Do you spend too much? Does your spending get in the way of your saving and investment goals? Here is a simple list of financial and lifestyle changes you can consider to help cut the spending.
1.Buy in Bulk
Think about those staple products you buy every week or month. The same size and the same brand. Excluding foods that have short sell-by dates, begin buying products in as large quantities as possible thus reducing the cost per unit. When you see special offers this is a great time to stock up. You may feel a little silly buying 100 rolls of toilet paper, but it will be worth it.
2. Make a Budget
Budgeting is something all financial advisors will [should] suggest. It’s a great way to visualise all your finances. Drawing out everything you receive and spend and understanding where your income is coming and going will soon identify where you can reduce spending.
Exercise is free or at least cheap. Even at the most expensive gym, it’s only going to cost a few fancy dinners worth for a month’s membership. Filling your time up exercising will not only keep you away from eating out in restaurants and guzzling beer and wine in your local pub but it will also make you less likely to abuse food and drink as it will be ruining your hard work.
4. Start Having Dinner Parties
That being said, socialising is of course something that humans require for a balanced life. All too often we spend more than anticipated in a restaurant. We are all guilty of those extra puddings or glasses of wine. Putting the effort in to recreating a restaurant atmosphere at home and breaking out the best recipes not only has a far more personal touch to a social event but also is significantly cheaper.
5. Check your Banking Fees
Banking fees can be very expensive when calculated over a year. Especially when living as an expat and constantly sending and withdrawing money across countries and currencies. It’s worth investing a bit of time to check what fees you are currently paying and what you could save by switching banks and other money services.
6. Packed Lunch
Yes it’s a bit dull and yes it is nice to get out the office for an hour however, if you add up all those sandwiches, pastas, fried rice, noodles and cappuccinos you consume in a month and then compare it to the cost raw ingredients for batch cooking and making packed lunches every day you’ll be surprised just how much you can save.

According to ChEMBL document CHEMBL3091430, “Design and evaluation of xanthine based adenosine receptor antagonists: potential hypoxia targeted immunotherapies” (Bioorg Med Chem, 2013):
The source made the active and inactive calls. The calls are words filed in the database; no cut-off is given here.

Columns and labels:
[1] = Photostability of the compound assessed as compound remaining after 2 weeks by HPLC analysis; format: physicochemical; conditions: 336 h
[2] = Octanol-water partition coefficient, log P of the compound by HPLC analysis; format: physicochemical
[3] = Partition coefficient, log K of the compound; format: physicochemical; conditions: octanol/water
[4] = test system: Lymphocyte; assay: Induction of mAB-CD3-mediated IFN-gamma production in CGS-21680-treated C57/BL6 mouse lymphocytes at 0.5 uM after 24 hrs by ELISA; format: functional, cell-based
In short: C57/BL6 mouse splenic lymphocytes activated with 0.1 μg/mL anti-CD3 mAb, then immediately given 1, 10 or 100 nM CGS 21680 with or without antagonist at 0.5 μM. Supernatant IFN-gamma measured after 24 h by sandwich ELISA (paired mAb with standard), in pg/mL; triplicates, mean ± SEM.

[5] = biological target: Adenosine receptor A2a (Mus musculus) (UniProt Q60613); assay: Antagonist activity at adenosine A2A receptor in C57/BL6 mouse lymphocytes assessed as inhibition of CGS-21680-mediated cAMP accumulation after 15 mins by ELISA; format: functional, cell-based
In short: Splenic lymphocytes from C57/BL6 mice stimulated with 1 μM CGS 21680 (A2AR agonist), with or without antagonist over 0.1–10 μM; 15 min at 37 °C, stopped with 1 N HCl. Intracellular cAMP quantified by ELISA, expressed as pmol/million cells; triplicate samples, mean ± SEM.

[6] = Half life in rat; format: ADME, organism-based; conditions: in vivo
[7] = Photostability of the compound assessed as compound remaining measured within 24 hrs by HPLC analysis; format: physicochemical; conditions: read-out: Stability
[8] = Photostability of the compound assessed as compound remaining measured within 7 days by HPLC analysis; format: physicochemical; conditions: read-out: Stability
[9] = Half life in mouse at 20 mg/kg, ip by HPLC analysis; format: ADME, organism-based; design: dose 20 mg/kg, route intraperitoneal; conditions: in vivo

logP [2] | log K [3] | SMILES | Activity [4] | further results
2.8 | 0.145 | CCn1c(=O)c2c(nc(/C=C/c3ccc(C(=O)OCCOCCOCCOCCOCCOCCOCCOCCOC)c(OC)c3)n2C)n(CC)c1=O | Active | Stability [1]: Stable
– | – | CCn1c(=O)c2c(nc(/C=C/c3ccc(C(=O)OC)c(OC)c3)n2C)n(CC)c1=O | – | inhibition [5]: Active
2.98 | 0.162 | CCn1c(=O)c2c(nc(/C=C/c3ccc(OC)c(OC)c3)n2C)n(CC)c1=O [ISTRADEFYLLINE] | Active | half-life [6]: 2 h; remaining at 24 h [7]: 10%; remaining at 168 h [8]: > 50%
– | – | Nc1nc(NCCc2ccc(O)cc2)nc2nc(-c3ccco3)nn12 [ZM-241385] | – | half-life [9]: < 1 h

7. If you’re married, talk to your partner about where you want to be in five years.
This won’t directly save you money but having clear and quantifiable goals in your household can have great impact on savings or at least your attitude towards savings.
8. Avoid Impulse Purchases
Yes, it’s tough. Marketers in all industries spend a lot of money to try and persuade you to purchase items with a minimal thought process. When you are facing an impulse purchase, try to sleep on it. Unless it’s an emergency it’s very likely it can wait 24 hours so give it that time to have a think before splurging the money. This will hopefully train your brain to start only purchasing things you need and less of the things you just want.
9. Maintenance Run.
What’s that? A maintenance run is a strategic investment of time. A simple monthly check, oil, clean and tighten of all your home appliances and even cars and other vehicles. By giving everything a good service, however small, you can help these appliances last longer and reduce the cost of replacement and repair.
10. Save Before You Spend
Quote from a very wealthy fellow; “Do not save what is left after spending, but spend what is left after saving”. Mr Buffett hits the nail on the head by suggesting prioritising your saving goals before spending your money. This eliminates the scenario where you have spent too much one month and not contributed to your savings.